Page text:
New Hampshire and Massachusetts have similar provisions in their wage statutes that permit an employee who is not paid to seek payment from those who are in management at the company and who made the decision not pay the employees. Start-up companies may seek to attract investors and board members of their companies and to the extent those investors and board members do not manage the company nor make decisions as to when, and if, to pay employees, they generally should not be liable under both the New Hampshire or Massachusetts Wage Act. There was a December 28, 2018 decision from the Massachusetts Supreme Judicial Court in the case of Segal v. Genitrix, LLC. which illustrated that point. In that case a jury held that two former board members and investors in a limited liability company (“LLC”) were liable under the Massachusetts Wage Act for failing to pay wages owed to the plaintiff who was the former president of the LLC. The Massachusetts Supreme Judicial Court overturned the jury verdict finding that these two individuals were not officers or agents in management at the company and therefore could not be held personally liable.
It is possible in a start-up company that the bosses, officers, and other employees will be encouraged to continue to work while not timely receiving their salary. This would be in hopes that the company, currently insolvent will become solvent and successful wherein not only will the employees recoup their unpaid salary, but they may also reap some benefit from stock options that they may have in the start-up company. The risk for those officers or agents of the company who make decisions as to which employees to pay and when, is that they may be found to be personally liable. Neither the company nor its agents are permitted to allow an employee to work without getting paid. Even if the employee states she wants to work knowing she may not get paid she may be able to still make the wage claim against the boss that allowed her to work without pay.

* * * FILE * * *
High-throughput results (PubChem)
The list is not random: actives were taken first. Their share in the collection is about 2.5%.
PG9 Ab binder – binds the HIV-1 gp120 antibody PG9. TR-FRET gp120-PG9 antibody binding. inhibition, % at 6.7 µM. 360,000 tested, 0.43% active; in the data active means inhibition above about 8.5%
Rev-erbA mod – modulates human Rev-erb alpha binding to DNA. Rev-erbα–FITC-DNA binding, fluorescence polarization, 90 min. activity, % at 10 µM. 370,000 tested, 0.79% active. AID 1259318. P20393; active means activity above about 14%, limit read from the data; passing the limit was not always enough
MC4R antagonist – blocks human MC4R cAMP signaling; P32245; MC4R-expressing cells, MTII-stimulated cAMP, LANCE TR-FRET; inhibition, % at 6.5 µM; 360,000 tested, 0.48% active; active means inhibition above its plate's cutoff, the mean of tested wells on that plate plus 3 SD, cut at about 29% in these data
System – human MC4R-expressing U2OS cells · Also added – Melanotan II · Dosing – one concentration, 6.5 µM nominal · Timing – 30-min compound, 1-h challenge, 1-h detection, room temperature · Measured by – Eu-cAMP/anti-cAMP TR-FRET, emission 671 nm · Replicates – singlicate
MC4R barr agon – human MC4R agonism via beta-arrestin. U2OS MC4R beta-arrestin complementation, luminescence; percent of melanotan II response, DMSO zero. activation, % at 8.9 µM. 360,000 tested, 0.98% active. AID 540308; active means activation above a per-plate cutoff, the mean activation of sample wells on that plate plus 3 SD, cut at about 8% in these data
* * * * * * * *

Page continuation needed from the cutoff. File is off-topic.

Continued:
Simply put, if you are considering being an investor or board member of a start-up company and you are not prepared to take over management of the company then you want to make sure the lines are clearly drawn so that you do not encourage officers of the company to have the employees continue to work without being timely paid in that ultimately such an action may provide personal exposure to you. Likewise, if you are a mid-level manager in the company and are told by upper management that you are to encourage the employees to “stay the course”, even though they will not be paid at this juncture, you may subject yourself to personal liability for the wages of the employees who remain unpaid.
J. Daniel Marr is a Director and Shareholder at Hamblett & Kerrigan, P.A. His legal practice includes counseling businesses and individuals on a variety of legal issues and advocating on their behalf. Attorney Marr is licensed and practices in both New Hampshire and Massachusetts. Attorney Marr can be reached at [email protected].